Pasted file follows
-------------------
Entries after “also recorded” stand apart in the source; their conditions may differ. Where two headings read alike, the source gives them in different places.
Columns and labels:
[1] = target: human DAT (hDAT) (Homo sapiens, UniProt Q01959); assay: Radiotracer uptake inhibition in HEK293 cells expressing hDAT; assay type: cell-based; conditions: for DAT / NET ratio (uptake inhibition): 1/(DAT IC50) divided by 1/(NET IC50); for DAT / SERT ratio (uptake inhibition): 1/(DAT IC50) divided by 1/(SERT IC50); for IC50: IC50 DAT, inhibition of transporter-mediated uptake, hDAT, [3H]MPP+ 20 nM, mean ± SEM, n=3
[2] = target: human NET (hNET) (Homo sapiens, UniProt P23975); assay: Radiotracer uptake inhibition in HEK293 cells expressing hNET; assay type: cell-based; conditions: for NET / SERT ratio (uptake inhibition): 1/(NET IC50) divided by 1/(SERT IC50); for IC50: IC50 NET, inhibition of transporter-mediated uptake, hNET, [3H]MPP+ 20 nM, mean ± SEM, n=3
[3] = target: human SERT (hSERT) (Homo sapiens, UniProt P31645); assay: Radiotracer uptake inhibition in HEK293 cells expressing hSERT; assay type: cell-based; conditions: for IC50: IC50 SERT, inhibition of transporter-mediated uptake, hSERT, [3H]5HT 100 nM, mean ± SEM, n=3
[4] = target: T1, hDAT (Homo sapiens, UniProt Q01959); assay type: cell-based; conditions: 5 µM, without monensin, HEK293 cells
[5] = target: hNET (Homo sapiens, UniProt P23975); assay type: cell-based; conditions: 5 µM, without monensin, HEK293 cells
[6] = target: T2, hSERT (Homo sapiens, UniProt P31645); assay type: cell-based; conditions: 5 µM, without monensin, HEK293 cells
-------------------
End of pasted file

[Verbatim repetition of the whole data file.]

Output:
Entries after “also recorded” stand apart in the source; their conditions may differ. Where two headings read alike, the source gives them in different places.
Columns and labels:
[1] = target: human DAT (hDAT) (Homo sapiens, UniProt Q01959); assay: Radiotracer uptake inhibition in HEK293 cells expressing hDAT; assay type: cell-based; conditions: for DAT / NET ratio (uptake inhibition): 1/(DAT IC50) divided by 1/(NET IC50); for DAT / SERT ratio (uptake inhibition): 1/(DAT IC50) divided by 1/(SERT IC50); for IC50: IC50 DAT, inhibition of transporter-mediated uptake, hDAT, [3H]MPP+ 20 nM, mean ± SEM, n=3
[2] = target: human NET (hNET) (Homo sapiens, UniProt P23975); assay: Radiotracer uptake inhibition in HEK293 cells expressing hNET; assay type: cell-based; conditions: for NET / SERT ratio (uptake inhibition): 1/(NET IC50) divided by 1/(SERT IC50); for IC50: IC50 NET, inhibition of transporter-mediated uptake, hNET, [3H]MPP+ 20 nM, mean ± SEM, n=3
[3] = target: human SERT (hSERT) (Homo sapiens, UniProt P31645); assay: Radiotracer uptake inhibition in HEK293 cells expressing hSERT; assay type: cell-based; conditions: for IC50: IC50 SERT, inhibition of transporter-mediated uptake, hSERT, [3H]5HT 100 nM, mean ± SEM, n=3
[4] = target: T1, hDAT (Homo sapiens, UniProt Q01959); assay type: cell-based; conditions: 5 µM, without monensin, HEK293 cells
[5] = target: hNET (Homo sapiens, UniProt P23975); assay type: cell-based; conditions: 5 µM, without monensin, HEK293 cells
[6] = target: T2, hSERT (Homo sapiens, UniProt P31645); assay type: cell-based; conditions: 5 µM, without monensin, HEK293 cells